It also proves that just because someone has money, it doesn’t mean they know shit about anything.

  46. Looks like some sort of testing machine to me.
    I am 95% sure its a real machine -of some sort-. So either its specifically built to do nothing. Or its built to do something else (join testing? hydrolic testing?) then missused or just claimed to do something else.

    • Josh Marsh says:

      I believe that’s the intention as stated by the company, at least. For them it’s a proof of concept (though my use of “proof” here is accompanied with a chuckle).

    • Quads says:

      Look at the pics on their site. The one they are building in IL, in the background is a concrete outfit. The only place I’ve ever seen those tall, blocky looking buildings. Found it on google earth in about two seconds. So either it is something they can use at this Redi-Mix plant, or it is the owners pet project. I guess we could call and ask?

  47. agtrier says:

    Water mills harvest gravitation energy since milenia. And tidal forces are entirely gravitational (mostly the moon’s gravity in this case), so a tidal power plant harvests gravitation power as well…

    But as long as they don’t explain how this is supposed to work, It appears to me as if there’s a certain element of deceit in this…

  48. pod says:

    This is not a hoax, just a case of bad translation from portuguese!
    These guys are building the biggest, baddest, heaviest strandbeast ever,
    And since it is too heavy to move around they bolted it to the floor.
    True story!

  49. Andy says:

    It’s most likely not a fake, that it is a real machine made of steel, except it won’t work the way these guys intend it to. And please guys & girls if an idea was dreamed by many who failed, then it might not work for real. Do we need to go over and over those things again, because it was topic countless times, and till now NONE worked (the way intended)

    The only gravity to energy converter that works is a basin connected to the ocean storing tide and releasing it, however due to the 2-3m difference you need a REALLY big basin because height = potential energy.

    Question: Why building a big big demonstrator, if the principle works, than a small thingy would work too.

    Answer: They just started out big and did not do a demonstrator. And showing that working, without the fan or the 1000W lamp or the magnet or the air pressure(sound dubbed) would bust those as free energy nuts.

    Yes, there are scaling effects except, in this case the scaling works against efficiency, because “FRICTION FORCE” will rise when ortogonal FORCE rises.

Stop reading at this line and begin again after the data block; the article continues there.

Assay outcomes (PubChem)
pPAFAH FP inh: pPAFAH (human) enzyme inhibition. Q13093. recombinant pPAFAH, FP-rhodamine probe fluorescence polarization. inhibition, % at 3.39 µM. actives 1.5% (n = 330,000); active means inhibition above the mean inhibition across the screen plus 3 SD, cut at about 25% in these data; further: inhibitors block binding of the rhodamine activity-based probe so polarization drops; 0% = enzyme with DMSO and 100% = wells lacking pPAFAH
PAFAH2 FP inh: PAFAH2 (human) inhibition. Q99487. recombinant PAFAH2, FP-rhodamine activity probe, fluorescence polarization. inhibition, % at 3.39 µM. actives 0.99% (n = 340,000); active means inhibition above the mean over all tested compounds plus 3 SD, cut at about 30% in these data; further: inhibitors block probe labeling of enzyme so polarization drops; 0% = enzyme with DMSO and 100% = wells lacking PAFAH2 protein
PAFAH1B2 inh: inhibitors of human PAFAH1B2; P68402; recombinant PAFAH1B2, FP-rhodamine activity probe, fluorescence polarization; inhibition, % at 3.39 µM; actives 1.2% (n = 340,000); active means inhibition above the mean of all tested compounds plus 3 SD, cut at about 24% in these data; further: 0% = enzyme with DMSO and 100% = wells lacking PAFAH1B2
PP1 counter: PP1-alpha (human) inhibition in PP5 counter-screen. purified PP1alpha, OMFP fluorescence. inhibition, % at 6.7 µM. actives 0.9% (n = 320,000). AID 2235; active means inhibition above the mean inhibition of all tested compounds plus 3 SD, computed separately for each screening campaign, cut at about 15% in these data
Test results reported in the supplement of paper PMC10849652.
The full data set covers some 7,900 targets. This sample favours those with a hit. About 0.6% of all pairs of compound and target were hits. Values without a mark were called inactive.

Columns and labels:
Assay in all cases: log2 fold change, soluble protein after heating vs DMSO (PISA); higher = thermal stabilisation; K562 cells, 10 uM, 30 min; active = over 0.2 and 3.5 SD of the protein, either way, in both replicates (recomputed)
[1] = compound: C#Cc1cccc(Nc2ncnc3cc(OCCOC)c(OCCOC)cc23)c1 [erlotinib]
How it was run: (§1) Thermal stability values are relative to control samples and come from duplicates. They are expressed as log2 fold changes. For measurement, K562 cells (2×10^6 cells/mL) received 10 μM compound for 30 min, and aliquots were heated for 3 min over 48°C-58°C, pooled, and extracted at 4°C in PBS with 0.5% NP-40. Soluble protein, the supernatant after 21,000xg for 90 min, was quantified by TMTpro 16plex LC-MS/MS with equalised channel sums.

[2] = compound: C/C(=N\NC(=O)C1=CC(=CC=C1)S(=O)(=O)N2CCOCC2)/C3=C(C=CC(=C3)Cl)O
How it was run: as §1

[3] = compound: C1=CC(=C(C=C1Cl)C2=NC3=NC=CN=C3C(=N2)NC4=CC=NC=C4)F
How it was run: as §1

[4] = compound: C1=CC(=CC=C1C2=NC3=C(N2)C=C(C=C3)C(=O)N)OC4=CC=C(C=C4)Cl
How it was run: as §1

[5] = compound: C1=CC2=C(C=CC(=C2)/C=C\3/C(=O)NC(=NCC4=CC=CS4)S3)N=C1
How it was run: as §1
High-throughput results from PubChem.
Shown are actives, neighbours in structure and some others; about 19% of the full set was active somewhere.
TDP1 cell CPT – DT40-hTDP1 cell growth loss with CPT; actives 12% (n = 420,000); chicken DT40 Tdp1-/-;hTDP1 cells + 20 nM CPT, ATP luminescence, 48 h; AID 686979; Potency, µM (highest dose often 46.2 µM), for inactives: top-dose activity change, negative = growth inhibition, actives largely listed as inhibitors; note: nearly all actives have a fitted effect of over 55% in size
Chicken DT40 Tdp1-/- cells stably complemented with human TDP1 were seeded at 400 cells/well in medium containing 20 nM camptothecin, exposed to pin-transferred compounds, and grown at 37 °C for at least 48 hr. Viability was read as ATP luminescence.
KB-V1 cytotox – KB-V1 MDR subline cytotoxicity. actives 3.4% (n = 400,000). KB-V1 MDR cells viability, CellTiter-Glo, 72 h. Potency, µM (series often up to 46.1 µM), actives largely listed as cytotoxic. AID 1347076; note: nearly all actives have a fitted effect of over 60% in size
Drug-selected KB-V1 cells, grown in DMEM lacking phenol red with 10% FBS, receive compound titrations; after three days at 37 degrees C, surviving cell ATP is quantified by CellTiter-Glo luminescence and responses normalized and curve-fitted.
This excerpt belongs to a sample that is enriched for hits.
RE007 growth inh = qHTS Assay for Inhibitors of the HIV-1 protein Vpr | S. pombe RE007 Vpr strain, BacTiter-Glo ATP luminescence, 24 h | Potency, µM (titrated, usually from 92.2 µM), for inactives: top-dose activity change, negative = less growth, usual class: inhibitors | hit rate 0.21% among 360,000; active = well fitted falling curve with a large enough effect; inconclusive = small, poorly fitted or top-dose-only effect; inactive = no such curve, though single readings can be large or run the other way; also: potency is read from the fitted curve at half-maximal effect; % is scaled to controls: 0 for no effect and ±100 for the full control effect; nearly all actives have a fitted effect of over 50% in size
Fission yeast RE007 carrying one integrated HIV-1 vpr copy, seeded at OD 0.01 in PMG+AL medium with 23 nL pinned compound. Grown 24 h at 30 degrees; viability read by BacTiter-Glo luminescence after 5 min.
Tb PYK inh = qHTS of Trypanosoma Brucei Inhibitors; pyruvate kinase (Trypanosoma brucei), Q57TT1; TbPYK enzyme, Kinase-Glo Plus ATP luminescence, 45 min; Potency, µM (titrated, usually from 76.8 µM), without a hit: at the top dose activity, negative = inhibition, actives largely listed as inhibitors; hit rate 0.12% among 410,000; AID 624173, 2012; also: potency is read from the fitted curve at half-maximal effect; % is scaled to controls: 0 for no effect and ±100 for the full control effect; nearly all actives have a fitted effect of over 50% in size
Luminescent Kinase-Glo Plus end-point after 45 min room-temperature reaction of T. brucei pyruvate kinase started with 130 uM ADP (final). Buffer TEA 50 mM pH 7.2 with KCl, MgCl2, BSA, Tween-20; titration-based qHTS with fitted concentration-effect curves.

50. Quads says:

    It’s probably real and it will fail. I’d like to find the guy who is backing this project, I have some bridges for sale.

    In all seriousness, I hope whoever the backer is doesn’t think he is getting into a free energy machine here. Hopefully it is something else and they are just having some fun posting pictures of it online.

    • Paul says:

      • Josh Marsh says:

        Unfortunately, this and the other handful of videos online are just photo montages of images from the website linked in the article, without any original footage. I searched endlessly and came up with nothing.

        • First of all, you cannot escape the Laws of Thermodynamics. Who claims to do that, is most likely a fool or a liar. A field alone cannot create energy. A change in the field can create energy. For example, you cannot generate energy out of a static magnetic field, but, you can use motion to convert kinetic energy into an alternated current through a moving inductor in a static magnetic field. This is how a dynamo works. That’s all. You cannot use a field to generate energy without an external source of energy. Really, you can’t. If it would be possible, nothing that we know would be correct, every law of physics we discovered would be false and wrong, and really, this is likely not possible. Only at the quantum level some processes violates the laws of conservation of energy (see for example the Casimir Effect), but is also shown that is not really possible to use these local violations in such a way we can make energy out of nothing in the macro world. So this must be scam, one of the worst, and I am surprised that hackaday gives spaces to this stuff :) Exif file and image processing does not help, here we are talking about physics, it does not worth to spend energy to see if the images are real or not :D

        • kristian says:

          There can never be a video, because it will never run!

          Unless they fudge it, of course. At the very least, it’ll make a very impressive kinetic sculpture.

          Or maybe it’s like a giant perpetual guillotine for idiot engineers and investors… that would actually do a lot of good!